urinary tract. UC and CDC share overlapping IHC and are frequently positive with CK7, HMWCK and
predominantly negative with vimentin. This is distinct from clear cell type RCCs and Type 2 Papillary
RCCs which tend to be predominantly negative with CK7 and positive with vimentin. CD 10 has some utility
when it is positive, as CDCs are usually negative with CD10 while a majority of clear cell type RCCs,
Type 2 Papillary RCCs and 50% of UC are positive with this marker. These findings are in agreement with
previous studies . PAX 8, a recently described member of the PAX gene transcription factors family,
is essential for thyroid, metanephron and Mullerian duct lineage commitment . PAX 8 is strongly
positive (nuclear expression) in normal kidney within collecting ducts and differentiating nephrons. The
utility of p63 as a sensitive and specific marker of UC with diffuse nuclear expression has been well
A panel of PAX 8 and p63 is most optimal in distinguishing UC from CDC. Based on
the findings of two recent studies
which combined have analyzed a large series of CDCs with
these markers, PAX 8 is sensitive marker of CDC and stains the majority of CDC (88-100%). The majority
of UC involving the upper tract (83-91%) are negative for PAX8; a finding confirmed by other studies
Our experience with p63 in UC involving upper urinary tract supports previous studies  which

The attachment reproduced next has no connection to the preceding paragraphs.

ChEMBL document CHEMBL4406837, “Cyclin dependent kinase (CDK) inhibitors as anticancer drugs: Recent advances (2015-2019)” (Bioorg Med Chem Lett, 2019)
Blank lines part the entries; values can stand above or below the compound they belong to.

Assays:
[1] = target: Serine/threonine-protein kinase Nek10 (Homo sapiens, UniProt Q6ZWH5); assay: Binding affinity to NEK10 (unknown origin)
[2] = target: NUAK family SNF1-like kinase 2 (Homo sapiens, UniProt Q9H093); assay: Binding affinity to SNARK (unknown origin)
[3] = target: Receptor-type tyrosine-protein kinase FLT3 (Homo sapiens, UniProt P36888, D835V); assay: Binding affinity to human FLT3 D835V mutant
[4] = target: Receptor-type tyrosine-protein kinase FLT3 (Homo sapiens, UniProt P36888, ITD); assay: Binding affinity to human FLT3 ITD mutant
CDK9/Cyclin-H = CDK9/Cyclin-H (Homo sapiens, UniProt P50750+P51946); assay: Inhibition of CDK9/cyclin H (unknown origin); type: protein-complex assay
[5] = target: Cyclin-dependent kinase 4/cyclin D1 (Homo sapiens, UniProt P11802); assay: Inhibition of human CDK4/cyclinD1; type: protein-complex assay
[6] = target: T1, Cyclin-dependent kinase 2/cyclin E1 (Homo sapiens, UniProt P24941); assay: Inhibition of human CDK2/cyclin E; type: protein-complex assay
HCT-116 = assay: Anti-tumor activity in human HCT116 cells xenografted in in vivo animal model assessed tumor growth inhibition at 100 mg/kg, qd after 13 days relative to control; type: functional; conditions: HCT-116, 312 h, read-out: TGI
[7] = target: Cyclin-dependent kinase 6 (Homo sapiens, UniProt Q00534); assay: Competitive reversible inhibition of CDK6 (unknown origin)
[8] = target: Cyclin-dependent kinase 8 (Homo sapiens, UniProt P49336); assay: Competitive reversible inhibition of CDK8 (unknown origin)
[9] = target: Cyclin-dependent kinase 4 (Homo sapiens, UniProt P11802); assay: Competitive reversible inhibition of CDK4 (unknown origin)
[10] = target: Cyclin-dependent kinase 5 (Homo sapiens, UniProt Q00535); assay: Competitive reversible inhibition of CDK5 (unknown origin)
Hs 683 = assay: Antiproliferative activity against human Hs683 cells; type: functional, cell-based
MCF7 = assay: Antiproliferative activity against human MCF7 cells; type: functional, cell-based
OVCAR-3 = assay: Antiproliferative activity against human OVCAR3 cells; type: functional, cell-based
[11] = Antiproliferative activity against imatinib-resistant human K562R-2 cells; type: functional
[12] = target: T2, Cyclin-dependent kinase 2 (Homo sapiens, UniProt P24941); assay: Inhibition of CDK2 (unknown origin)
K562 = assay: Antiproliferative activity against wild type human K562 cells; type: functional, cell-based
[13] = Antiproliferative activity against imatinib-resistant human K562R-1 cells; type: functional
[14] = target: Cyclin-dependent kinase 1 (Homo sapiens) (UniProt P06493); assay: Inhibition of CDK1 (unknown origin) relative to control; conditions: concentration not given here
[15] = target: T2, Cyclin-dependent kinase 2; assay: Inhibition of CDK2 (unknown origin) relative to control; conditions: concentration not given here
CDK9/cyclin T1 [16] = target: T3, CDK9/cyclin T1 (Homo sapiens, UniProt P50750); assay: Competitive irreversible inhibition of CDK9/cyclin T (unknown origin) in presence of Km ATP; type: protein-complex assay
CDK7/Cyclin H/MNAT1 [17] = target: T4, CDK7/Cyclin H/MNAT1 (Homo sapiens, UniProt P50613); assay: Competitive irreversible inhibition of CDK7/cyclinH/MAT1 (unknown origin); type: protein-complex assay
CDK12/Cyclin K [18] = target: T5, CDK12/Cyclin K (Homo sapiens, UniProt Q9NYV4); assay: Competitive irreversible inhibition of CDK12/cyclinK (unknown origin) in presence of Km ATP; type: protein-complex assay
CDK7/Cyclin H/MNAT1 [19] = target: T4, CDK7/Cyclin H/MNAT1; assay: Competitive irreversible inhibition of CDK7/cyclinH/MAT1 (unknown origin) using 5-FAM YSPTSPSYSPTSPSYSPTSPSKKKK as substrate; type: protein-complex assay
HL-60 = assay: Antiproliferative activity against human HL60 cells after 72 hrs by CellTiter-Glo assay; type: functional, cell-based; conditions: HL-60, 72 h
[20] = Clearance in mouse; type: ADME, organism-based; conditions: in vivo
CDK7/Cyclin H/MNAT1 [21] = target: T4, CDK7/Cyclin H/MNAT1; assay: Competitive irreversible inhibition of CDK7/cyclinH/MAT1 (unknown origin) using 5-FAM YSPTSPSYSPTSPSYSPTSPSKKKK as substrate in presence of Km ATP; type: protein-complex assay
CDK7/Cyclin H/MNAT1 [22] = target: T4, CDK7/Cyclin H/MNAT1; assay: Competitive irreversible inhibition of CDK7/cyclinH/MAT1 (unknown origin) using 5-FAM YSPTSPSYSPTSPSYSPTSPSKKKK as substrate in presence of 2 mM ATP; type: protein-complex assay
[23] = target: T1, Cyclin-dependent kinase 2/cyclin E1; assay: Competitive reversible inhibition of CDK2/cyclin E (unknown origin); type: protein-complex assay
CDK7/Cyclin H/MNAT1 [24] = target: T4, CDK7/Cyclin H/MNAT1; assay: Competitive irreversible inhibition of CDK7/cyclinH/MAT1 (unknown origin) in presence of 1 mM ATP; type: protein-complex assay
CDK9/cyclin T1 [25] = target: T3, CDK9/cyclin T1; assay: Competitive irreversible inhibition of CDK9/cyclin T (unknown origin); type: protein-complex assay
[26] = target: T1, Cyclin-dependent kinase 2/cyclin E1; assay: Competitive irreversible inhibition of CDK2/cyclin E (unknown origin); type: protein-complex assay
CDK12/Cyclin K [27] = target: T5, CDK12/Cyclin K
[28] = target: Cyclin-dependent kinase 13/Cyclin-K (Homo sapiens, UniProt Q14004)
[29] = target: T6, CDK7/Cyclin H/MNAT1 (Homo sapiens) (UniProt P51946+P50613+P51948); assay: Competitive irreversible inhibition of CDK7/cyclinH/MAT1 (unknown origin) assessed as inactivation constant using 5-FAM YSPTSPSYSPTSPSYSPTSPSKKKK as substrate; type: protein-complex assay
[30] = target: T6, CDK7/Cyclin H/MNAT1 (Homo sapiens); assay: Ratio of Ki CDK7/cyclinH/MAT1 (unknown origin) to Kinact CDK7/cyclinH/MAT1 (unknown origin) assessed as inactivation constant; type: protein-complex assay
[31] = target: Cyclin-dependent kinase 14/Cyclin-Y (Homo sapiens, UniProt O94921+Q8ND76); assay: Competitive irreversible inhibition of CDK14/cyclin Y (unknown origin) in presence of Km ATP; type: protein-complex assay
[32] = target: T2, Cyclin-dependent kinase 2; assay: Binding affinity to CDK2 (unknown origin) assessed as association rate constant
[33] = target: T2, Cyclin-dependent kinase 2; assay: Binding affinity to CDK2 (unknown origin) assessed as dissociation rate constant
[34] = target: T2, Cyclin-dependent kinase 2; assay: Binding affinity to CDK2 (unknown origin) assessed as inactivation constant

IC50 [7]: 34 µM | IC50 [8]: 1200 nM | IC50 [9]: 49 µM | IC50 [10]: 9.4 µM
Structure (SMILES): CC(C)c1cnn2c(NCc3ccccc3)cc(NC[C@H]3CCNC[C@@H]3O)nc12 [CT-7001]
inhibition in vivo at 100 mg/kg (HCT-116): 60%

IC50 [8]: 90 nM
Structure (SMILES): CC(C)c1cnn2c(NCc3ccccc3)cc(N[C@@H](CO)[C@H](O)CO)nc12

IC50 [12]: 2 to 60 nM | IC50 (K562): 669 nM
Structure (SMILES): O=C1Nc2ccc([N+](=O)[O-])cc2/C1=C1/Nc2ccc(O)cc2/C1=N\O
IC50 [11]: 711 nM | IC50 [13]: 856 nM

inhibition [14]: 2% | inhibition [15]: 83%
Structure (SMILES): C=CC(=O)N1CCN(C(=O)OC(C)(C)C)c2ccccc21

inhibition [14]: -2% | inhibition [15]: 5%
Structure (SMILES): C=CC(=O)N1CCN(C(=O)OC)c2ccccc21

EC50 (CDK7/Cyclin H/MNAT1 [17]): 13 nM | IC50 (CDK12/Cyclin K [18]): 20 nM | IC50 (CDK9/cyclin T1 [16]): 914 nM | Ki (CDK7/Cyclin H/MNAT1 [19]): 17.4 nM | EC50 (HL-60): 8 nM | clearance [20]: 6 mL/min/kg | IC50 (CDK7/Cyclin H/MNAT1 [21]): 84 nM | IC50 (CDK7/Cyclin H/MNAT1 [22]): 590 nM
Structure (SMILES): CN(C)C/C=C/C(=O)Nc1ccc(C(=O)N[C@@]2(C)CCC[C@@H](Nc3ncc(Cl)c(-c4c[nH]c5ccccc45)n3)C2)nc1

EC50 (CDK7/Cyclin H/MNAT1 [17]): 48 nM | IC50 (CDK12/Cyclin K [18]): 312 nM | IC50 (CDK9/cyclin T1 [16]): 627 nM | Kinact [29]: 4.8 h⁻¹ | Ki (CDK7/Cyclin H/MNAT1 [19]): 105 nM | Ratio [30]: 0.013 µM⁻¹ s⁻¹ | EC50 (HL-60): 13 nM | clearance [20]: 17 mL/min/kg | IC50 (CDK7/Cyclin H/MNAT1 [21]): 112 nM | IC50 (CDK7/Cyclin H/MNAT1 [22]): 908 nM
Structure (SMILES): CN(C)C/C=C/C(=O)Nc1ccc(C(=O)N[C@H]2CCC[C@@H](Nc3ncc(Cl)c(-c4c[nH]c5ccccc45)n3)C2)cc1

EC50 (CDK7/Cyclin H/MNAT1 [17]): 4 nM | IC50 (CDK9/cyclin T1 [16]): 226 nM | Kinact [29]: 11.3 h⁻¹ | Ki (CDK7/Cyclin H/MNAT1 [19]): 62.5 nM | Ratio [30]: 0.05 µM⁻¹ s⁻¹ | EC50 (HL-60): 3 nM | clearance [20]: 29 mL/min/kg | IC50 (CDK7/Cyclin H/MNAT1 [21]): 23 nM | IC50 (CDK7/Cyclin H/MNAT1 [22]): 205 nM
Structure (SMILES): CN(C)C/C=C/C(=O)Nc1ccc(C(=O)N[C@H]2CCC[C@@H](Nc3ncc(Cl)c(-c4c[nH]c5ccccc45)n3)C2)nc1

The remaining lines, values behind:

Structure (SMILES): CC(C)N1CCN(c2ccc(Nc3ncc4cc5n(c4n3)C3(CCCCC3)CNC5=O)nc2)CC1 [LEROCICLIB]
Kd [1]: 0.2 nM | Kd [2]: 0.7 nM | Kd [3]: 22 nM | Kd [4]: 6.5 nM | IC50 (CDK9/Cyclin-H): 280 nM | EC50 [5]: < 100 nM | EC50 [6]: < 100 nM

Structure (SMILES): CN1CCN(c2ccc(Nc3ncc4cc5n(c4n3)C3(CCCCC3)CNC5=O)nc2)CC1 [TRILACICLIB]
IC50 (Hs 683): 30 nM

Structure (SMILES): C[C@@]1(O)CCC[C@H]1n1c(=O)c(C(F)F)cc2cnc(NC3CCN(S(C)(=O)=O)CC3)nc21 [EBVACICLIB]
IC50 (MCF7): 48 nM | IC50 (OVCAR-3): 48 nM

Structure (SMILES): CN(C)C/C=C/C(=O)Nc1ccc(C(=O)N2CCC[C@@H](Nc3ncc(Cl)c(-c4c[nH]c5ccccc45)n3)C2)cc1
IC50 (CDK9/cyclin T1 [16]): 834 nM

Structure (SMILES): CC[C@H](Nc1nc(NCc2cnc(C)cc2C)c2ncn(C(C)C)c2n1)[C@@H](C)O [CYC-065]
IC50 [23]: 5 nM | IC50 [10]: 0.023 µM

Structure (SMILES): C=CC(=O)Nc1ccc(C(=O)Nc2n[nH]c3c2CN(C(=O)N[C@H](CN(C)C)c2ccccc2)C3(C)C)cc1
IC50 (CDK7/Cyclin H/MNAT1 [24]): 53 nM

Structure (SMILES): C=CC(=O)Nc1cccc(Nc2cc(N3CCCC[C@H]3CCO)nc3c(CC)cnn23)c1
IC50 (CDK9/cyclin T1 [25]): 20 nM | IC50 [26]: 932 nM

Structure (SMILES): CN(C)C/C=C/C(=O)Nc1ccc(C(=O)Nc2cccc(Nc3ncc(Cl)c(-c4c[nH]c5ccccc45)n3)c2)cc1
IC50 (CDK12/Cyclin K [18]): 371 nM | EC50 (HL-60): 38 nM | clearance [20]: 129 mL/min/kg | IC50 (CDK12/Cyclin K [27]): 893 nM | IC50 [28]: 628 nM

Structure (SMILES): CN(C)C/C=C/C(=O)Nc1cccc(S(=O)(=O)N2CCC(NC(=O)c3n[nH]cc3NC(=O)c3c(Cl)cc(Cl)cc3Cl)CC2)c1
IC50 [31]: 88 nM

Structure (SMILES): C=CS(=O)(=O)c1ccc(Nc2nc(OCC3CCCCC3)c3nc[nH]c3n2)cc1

shows p63 to be a useful marker in distinguishing UC from high-grade RCC including CDC (100% specificity
for UC with no staining of any RCC with p63). However, the recent study by Albadine et al
evaluated a large cohort of CDC cases (21 CDCs) found p63 positivity in a small subset (3/21, 14%) of
CDC. Thus, an immunoprofile of PAX8 (-)/p63 (+) supports the diagnosis of UC involving upper urinary
tract (sensitivity 83-88%, specificity 100%) while a PAX8 (+)/p63 (-) immunoprofile supports a diagnosis
of CDC (sensitivity 85-88%, specificity 100%). In the unusual scenario of PAX8 (+)/p63(+) immunoprofile,
IHC alone may not be able to definitively distinguish these two entities; additional clinical information
including positive urine cytology, presence of urothelial carcinoma in-situ along the renal pelvis, etc
may be useful features to support a diagnosis of UC in these situations.
The combined morphologic and immunohistochemical features support a diagnosis of invasive urothelial
carcinoma involving the upper urinary tract.